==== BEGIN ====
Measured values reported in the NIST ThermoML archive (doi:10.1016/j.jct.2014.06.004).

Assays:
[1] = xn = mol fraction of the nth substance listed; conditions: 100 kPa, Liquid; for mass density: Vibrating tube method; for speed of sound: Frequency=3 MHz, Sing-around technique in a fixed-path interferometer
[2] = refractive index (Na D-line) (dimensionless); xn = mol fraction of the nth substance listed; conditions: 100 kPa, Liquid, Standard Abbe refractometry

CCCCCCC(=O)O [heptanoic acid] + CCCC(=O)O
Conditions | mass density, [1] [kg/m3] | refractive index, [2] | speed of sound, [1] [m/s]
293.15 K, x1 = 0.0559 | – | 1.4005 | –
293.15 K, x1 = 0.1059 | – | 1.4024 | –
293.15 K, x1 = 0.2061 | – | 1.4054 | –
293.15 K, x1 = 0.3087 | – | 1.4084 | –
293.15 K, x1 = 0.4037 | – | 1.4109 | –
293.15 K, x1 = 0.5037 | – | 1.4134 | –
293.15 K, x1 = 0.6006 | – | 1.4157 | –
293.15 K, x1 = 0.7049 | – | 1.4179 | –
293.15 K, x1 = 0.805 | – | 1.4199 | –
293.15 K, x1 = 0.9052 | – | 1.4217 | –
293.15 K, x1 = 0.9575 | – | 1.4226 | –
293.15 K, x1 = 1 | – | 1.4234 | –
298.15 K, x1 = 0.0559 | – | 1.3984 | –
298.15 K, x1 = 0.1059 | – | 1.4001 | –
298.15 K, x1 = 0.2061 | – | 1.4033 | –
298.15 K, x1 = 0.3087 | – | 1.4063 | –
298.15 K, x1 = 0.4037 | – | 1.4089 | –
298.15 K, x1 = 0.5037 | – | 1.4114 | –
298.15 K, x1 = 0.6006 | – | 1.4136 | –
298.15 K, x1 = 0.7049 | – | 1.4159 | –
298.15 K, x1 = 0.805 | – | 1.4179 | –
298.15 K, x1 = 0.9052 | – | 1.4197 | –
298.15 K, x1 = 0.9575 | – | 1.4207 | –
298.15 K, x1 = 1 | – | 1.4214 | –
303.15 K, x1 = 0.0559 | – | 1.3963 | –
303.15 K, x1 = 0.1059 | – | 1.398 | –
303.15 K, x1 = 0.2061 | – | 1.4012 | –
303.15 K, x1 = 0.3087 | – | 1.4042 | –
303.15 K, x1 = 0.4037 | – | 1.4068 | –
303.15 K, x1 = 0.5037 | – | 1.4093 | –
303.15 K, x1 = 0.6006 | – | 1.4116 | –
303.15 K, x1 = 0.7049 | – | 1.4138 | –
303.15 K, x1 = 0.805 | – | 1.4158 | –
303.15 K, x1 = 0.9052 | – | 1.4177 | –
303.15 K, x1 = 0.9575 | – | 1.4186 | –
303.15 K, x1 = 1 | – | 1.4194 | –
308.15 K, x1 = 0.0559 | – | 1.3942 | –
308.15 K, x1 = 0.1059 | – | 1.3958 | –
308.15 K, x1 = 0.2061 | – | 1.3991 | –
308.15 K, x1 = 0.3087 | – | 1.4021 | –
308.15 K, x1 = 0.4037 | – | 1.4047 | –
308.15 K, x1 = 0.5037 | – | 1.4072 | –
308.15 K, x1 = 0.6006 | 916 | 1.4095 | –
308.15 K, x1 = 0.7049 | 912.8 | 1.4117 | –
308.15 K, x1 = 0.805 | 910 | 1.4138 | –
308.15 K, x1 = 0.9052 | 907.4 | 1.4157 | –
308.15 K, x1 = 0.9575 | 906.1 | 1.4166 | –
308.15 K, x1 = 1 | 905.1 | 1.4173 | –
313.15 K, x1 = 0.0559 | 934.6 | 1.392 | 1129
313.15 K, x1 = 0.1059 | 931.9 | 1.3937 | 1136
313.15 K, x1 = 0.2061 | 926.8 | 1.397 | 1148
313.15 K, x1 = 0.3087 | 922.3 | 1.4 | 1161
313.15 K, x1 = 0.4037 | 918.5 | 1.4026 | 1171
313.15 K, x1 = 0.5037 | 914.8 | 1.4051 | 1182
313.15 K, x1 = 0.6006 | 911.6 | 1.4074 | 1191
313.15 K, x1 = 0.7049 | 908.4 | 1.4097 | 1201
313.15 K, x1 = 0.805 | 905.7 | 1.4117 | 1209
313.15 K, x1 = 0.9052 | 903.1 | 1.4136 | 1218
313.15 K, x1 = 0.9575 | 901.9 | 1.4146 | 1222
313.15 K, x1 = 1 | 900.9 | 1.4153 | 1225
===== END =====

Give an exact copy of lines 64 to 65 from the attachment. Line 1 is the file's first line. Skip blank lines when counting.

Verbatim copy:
313.15 K, x1 = 0.9052 | 903.1 | 1.4136 | 1218
313.15 K, x1 = 0.9575 | 901.9 | 1.4146 | 1222